Fiscal Year Finish Line Part III: Transportation Funding


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This is the final installment of our three part series on 2015 state tax trends.  The first article focused on tax shifts and tax cuts.  The second article discussed tax credits for working families and revenue raising initiatives.

Thumbnail image for Thumbnail image for finishline.jpgJuly 1st marked the end of most states’ fiscal years, the traditional deadline for states to enact new spending plans and revenue changes. The 2015 legislative sessions delivered lots of tax policy changes, both big and small. Some states finished early or on time, while others straggled across the finish line after knockdown budget battles. Still others are not yet done racing, operating on continuing resolutions until an agreement is reached. As of now, four states still do not have spending plans in place for the fiscal year that started July 1st (Illinois, New Hampshire, North Carolina, and Pennsylvania.  Alabama has until October to reach a budget agreement). 

Perhaps the most active area of state tax policy this year was the debate over how to fund the nation’s deteriorating infrastructure.  As Congress continues to drag its feet on a solution to our current revenue shortfall, lawmakers in many states took action by enacting gas tax changes that will fund meaningful improvements to their transportation networks. A total of 17 states have enacted gas tax increases since 2013—including 9 this year alone.

Check out the detailed list after the jump to see which states increased their gas tax to support transportation funding.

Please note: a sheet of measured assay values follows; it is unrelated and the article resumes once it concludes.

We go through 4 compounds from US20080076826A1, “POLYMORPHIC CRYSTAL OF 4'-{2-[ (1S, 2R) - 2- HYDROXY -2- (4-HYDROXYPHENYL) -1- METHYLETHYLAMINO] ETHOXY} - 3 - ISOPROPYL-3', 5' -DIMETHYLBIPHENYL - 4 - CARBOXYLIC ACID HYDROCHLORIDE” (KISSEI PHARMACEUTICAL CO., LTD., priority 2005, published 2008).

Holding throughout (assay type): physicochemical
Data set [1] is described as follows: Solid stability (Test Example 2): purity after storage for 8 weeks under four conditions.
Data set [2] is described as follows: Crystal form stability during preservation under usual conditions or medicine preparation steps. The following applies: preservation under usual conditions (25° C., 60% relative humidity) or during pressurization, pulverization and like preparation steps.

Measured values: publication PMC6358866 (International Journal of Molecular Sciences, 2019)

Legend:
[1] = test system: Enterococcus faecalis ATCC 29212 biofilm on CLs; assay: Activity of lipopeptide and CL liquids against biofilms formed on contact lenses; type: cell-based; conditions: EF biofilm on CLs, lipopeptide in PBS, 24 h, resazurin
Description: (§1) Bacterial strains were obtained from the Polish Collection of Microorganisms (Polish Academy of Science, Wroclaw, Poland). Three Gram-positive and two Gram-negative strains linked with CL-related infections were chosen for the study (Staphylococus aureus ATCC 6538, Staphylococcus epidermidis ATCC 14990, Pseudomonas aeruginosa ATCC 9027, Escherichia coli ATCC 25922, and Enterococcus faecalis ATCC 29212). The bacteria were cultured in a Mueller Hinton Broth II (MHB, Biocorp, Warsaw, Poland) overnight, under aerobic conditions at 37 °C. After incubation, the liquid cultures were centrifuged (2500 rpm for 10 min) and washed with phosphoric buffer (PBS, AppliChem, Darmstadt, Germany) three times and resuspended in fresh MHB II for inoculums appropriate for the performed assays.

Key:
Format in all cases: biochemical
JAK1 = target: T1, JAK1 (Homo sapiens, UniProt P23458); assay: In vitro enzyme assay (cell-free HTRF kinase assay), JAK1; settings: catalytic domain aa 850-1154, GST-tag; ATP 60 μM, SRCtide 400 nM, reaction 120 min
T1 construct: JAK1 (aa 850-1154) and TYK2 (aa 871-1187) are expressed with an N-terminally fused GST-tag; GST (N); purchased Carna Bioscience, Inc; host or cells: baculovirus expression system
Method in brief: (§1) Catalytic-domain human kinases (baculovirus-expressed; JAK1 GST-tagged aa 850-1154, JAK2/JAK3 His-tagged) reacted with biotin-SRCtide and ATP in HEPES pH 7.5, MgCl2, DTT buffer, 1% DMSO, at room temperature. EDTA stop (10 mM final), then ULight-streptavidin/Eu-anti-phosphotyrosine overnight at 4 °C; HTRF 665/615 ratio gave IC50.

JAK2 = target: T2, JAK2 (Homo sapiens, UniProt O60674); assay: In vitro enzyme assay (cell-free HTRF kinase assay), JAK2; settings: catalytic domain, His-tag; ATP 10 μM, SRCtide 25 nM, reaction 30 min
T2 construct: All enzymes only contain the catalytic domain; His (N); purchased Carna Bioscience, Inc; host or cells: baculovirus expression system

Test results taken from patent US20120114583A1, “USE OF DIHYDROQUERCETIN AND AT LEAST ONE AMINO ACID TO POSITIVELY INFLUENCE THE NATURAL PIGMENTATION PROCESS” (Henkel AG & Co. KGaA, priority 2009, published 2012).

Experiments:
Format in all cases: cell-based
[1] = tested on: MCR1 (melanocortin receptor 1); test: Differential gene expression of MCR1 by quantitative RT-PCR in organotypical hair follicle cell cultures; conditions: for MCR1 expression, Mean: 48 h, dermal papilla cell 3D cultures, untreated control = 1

Transportation Funding

Georgia: A 6.7 cent gas tax increase took effect July 1, 2015 as a result of a law signed earlier this year.  That law also positions Georgia for the long-term by allowing future increases to occur alongside growth in inflation and vehicle fuel-efficiency.

Idaho: A 7 cent gas tax increase took effect July 1, 2015—the state’s first gas tax increase in over 19 years.

Iowa: A 10 cent increase finally took effect on March 1, 2015 after years of debate.

Kentucky: Falling gas prices nearly resulted in a 5.1 cent gas tax cut this year, but lawmakers scaled that cut down to just 1.6 cents.  The net result was a 3.5 cent increase relative to previous law.

Nebraska: A 6 cent increase was enacted over Gov. Pete Ricketts’ veto.  The gas tax rate will rise in 1.5 cent increments over four years, starting on January 1, 2016.

North Carolina: Falling gas prices were scheduled to result in a 7.9 cent gas tax cut in the years ahead, but lawmakers scaled that cut down to just 3.5 cents.  The eventual net result will be a 4.4 cent increase relative to previous law (though now there is talk of allowing further cuts to take place and hiking drivers’ license fees to make up some of the lost gas tax revenue).  Additionally, a reformed gas tax formula that takes population and energy prices into account will result in further gas tax increases in the years ahead.

South Dakota: A 6 cent increase took effect April 1, 2015.

Utah: A 4.9 cent increase will take effect January 1, 2016, and future increases will occur as a result of a new formula that considers both fuel prices and inflation.  This reform makes Utah the nineteenth state to adopt a variable-rate gas tax.

Washington: Gov. Inslee signed a recent compromise package approved by the legislature. Washington State’s gas tax will rise by 11.9 cents in two increments: 7 cents on August 1 and an additional 4.9 cents on July 1, 2016. 

 

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